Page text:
Sunday, September 02, 2007

deleted from wikipedia!

I have been judged to have failed the notability criterion, and so my entry is gone from Wikipedia. Read the neurosisogenic non-debate (because of its unaninmity) about my non-notability here.

Update: So we're clear, I'm not upset or anything about this. I can think of a few dozen people in sociology, at least, who deserve Wikipedia entries more than me and don't have them. This does not mean that it isn't neurosis-and-various-other-emotions provoking to watch anonymous people with no clear connection to your discipline debate your notability.

(And, now, due to troll-baiting, I also can't resist pointing out that: given the affinity for textbooks in their stated "notability" criteria, and that the CDA-Stata book and software gets used a lot as a graduate-level textbook and has been very successful by any standard for such books, I am over the bar on Criterion #3. I hate that I just wrote and am going to post that sentence.)

22 comments:

Brayden said...

That is really strange. Some guy named Siva1979, whose main contributions to Wikipedia are articles on astronomy and religion, is qualified to say that you haven't published a "significant and well known academic work"?

Until now, I had no idea a wikipedia notability test existed, but given my reading of WP:PROF, you meet almost all of the criteria (and it says you only have to meet one to count as notable). Weird.

Anonymous said...

"Not notable and entry seems to be nothing more than self-promotion for his web site 144.90.123.189"

that's harsh...

we will bring you back...

Dan Myers said...

A couple of thoughts.

(1) An editor at Wikipedia saved me from being deleted on the basis of notability. We talked about it a lot and she said that you can save yourself from being deleted on the basis of FORMATTING, rather than content. She did a lot of work rearranging my entry and I haven't heard any complaints since.

(2) Add a picture. She said items with pictures rarely get tagged for deletion.

(3) Have some references for some of the material. Even if they are lame references (as in my case), they provided some face legitimacy.

I used to write articles for Wikipedia, but just about everything I've ever written has been deleted. Mainly because I didn't have time to format things they way they wanted. Somebody tags you, you don't see it and thus don't fight back, and you're gone. It's not worth the effort.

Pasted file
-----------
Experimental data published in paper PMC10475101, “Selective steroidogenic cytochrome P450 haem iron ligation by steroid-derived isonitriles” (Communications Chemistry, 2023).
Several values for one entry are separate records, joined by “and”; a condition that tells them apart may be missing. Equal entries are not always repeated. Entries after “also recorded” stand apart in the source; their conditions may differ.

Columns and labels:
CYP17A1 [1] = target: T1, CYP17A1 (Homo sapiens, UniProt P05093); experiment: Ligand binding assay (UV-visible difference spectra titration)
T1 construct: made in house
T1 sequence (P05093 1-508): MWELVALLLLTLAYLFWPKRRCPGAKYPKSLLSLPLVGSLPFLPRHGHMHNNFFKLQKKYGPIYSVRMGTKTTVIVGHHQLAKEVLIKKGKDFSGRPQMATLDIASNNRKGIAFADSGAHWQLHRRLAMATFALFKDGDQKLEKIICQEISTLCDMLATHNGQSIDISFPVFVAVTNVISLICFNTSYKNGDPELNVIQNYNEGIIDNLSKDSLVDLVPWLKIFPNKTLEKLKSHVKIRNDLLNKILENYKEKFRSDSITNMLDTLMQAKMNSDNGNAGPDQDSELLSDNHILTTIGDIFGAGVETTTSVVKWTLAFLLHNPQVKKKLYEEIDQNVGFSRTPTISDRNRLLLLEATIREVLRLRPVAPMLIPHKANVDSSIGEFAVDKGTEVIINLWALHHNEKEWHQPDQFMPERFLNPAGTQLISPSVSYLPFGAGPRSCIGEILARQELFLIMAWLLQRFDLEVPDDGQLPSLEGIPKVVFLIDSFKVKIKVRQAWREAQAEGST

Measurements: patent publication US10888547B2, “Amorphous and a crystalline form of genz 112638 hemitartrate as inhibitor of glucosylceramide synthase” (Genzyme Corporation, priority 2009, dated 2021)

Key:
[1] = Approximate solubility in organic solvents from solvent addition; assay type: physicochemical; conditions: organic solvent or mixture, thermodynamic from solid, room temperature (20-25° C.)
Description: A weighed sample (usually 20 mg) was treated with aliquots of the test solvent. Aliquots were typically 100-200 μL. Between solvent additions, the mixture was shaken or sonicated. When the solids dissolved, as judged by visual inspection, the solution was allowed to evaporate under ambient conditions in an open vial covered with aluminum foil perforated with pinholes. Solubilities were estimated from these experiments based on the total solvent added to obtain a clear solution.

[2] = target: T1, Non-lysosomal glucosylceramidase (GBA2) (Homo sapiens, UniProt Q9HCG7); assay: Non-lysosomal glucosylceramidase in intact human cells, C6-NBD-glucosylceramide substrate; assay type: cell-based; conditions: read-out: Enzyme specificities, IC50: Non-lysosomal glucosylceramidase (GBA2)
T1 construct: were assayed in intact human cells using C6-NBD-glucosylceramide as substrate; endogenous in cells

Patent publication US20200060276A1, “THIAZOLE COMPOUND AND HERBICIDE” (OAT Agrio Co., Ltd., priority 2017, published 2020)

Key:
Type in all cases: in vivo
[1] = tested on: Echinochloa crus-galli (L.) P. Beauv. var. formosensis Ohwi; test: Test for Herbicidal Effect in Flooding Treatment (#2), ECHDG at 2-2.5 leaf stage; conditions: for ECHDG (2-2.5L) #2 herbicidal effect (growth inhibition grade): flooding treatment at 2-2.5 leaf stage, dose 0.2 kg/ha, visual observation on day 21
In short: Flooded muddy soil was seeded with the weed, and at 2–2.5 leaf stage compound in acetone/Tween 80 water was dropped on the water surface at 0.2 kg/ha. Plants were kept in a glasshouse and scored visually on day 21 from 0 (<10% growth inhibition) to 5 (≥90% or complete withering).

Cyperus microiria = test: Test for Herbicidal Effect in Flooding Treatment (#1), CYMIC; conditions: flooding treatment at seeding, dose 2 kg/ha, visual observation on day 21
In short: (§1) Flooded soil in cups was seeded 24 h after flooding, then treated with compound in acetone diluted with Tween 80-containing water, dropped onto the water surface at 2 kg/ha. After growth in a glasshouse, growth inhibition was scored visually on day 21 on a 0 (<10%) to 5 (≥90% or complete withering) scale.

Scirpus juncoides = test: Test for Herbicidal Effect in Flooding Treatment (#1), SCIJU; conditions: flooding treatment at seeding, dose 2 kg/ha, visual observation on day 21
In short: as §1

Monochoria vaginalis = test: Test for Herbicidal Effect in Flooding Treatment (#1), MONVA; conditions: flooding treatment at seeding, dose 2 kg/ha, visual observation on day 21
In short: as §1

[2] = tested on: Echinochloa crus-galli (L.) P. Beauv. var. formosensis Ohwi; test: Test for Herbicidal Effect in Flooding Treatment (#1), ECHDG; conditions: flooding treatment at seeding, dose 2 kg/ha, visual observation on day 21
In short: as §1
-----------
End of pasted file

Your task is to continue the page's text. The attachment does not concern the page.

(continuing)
eszter said...

I remember when Crooked Timber members were undergoing "review" on Wikipedia. It was strange, to say the least. The idea that people who know nothing about your area of expertise can be so critical about whether you have made any notable contributions is just bizarre. It definitely made me look at Wikipedia differently and Dan's comment just reinforces that.

Anonymous said...

Reading that wiki link reminds me of the spongeworthy discussion on Seinfeld--i.e., a Seinfeldian level of silliness and superficiality. Sounds like some truly nonnotable folks have nothing better to do than try to bring other people down. This kind of stuff happens when you're willing to put yourself out there like you are. I can't judge your academic credentials, but I enjoy reading your blog, so I think you're notable on that alone!

Anonymous said...

Man, that's supa dupa cold! "Notability" is news. Jeremy, do you think you are generating more than your share of frenemies cause of this blogging thing?

Anonymous said...

Troll baiting indeed. If a mild reality posting gets you cracking, then it's a good thing (even if -- like a sundial -- you only register the 'sonny'). May your new office be the site of good scholarship.

Anonymous said...

It seems to bother you. But think -- how many people actually saw the Wiki listing? How many will know it's gone -- or if it comes back? And have you changed one way or another?

Anonymous said...

Why not make it your goal to increase your sociology scholarship and life goals in your chosen field of study, rather than manipulate the formatting as Dan suggests?

Are you living your life for the show, or do the showy trappings come from how you're choosing to live your life? Also, you never solicited this bit of advice, but it's come to my mind more than a handful of times after reading about your single life and some of the photos you post:

Until you make some room for another person than you in your interests and obsessions, you will probably stay alone. If you can get past you though, you're much more likely to meet someone worthy of yourself. But first, the boy must become a man himself. Then maybe you'll one day have a child of your own and can treat him or her the way you do your inner child now. Do with this unsolicited advice what you choose, but it is meant in truth from this observation angle anyway.

Jude said...

Oh, this is bullshit. They can have extended entries on fucking comic books, but you don't make the cut?

Their priorities are, as you would say, bothered.

rps said...

Clearly, it's time again to turn off anonymous commenting.

Anonymous said...

WHY? We are all so enthralled with that last one!

Anonymous said...